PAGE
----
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Building a GE3LS Architecture (GE3LS Arc)

Status: 
Past
Competition: 
Competition III
Sector: 
Fisheries and Aquaculture
Forestry
Health
Genome Centre(s):
Genome British Columbia
Project Leader(s):
Michael Burgess (University of British Columbia), Peter Danielson (University of British Columbia)
Fiscal Year Project Launched: 
2005-2006
Project Description: 

This is a GE3LS stand-alone project.

Genomics opens up a universe of new possibilities, but also raises many ethical issues. For example, how can ethical judgments be made on genomic knowledge and applications when there is no single accepted ethical theory to determine right and wrong? How can claims about the economic, environmental, social or health effects of genomics be evaluated against competing claims and alternatives? These are important issues, given Canada’s cultural and regional diversity, and the way new genomic knowledge and applications tend to move societal debates to new territory.

Michael M. Burgess holds the Chair in Biomedical Ethics at the University of British Columbia’s W. Maurice Young Centre for Applied Ethics, and Peter Danielson is Mary and Maurice Young Professor of Applied Ethics and the Director of the same Centre. They are project leaders of Building a GE3LS Architecture or “GE3 LS Arc”.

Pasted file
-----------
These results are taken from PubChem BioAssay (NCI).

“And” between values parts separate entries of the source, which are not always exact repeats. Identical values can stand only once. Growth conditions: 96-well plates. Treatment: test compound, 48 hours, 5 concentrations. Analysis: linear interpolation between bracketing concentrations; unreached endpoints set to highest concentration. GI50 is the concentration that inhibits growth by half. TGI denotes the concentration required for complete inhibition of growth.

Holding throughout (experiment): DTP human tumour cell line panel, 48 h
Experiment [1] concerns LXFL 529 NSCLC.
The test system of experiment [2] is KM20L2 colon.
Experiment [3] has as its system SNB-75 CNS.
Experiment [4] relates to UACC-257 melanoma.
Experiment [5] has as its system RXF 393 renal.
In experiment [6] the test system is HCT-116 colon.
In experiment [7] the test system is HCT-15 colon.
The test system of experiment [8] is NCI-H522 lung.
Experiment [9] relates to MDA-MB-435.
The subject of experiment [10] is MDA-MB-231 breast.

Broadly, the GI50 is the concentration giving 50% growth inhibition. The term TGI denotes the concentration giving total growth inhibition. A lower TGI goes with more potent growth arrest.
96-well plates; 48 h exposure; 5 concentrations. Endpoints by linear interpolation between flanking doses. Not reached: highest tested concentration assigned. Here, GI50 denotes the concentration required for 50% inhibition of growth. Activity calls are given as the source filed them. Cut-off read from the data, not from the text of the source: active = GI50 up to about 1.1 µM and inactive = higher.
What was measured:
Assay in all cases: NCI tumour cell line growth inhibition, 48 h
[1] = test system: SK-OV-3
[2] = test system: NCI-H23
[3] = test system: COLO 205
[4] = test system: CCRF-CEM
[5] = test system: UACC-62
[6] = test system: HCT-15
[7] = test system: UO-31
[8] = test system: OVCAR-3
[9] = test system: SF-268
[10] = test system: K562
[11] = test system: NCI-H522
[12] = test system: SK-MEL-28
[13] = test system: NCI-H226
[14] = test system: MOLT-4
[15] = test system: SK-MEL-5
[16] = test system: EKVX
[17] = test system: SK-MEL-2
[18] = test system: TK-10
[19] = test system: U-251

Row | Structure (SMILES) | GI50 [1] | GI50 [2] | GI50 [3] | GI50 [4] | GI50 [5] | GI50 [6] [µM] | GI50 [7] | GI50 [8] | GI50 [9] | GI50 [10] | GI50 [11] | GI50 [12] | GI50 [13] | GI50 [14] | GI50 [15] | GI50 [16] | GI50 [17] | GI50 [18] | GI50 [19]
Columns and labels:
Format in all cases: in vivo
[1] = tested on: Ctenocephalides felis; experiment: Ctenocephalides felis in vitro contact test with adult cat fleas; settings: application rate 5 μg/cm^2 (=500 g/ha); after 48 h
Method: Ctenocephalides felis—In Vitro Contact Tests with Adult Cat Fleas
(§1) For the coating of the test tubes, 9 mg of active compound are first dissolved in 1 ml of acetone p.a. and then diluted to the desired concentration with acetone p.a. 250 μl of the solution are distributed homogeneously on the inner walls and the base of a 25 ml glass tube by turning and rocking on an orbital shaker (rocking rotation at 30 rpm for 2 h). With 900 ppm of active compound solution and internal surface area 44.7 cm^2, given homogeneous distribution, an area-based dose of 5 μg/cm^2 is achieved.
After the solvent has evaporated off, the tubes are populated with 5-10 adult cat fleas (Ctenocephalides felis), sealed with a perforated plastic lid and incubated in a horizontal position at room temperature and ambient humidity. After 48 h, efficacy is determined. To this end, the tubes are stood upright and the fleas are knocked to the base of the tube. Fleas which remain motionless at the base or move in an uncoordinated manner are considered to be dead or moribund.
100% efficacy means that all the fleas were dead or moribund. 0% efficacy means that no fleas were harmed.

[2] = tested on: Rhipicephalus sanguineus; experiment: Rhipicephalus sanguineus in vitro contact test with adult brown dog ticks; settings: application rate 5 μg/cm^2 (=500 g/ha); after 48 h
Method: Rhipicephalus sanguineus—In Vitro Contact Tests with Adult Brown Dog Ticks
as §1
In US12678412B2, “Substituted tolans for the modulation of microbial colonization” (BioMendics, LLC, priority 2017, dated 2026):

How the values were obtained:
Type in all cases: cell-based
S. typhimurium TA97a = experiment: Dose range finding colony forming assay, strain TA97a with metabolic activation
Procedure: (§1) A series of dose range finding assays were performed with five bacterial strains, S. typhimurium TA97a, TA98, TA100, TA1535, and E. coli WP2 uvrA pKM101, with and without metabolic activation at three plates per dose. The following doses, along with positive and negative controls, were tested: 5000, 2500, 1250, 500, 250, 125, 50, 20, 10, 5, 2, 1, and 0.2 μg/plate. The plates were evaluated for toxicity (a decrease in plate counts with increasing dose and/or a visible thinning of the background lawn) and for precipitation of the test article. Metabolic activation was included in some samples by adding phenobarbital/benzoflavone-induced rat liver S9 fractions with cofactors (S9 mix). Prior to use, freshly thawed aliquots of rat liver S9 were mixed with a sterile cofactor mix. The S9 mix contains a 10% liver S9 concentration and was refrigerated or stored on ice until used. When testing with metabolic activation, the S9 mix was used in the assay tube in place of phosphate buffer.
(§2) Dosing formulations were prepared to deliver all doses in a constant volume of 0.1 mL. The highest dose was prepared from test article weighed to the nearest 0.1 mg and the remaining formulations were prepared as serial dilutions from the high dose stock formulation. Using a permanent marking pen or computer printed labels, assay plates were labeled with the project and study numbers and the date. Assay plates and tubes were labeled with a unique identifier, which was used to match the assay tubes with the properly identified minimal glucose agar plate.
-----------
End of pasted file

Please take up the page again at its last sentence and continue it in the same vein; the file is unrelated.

GE3LS Arc will focus in three primary areas of genome research: salmon genomics, privacy and use of data banks and blood or tissue sample biobanks in health research and forestry genomics.

Building on a previously funded project, Democracy, Ethics and Genomics: Consultation, Deliberation and Modeling, GE3LS Arc will use consultation methods and computer-mediated technologies to develop an understanding of how people make decisions and their perspectives related to genomics research and biotechnology related to human health, food and the environment. The project will address three questions: What social norms do Canadians use to make judgments about genome research and applications (how do Canadians make moral decisions about a policy)? What are the leading moral perspectives on genomics (and what makes different judgments understandable)? And finally, what is the relevance for policy development and implementation (how are worldviews and norms incorporated into policy)?

The ultimate goal of the project is to support dialogue among scientists, policy makers and the public so that public concerns are truly reflected in policies related to genomics.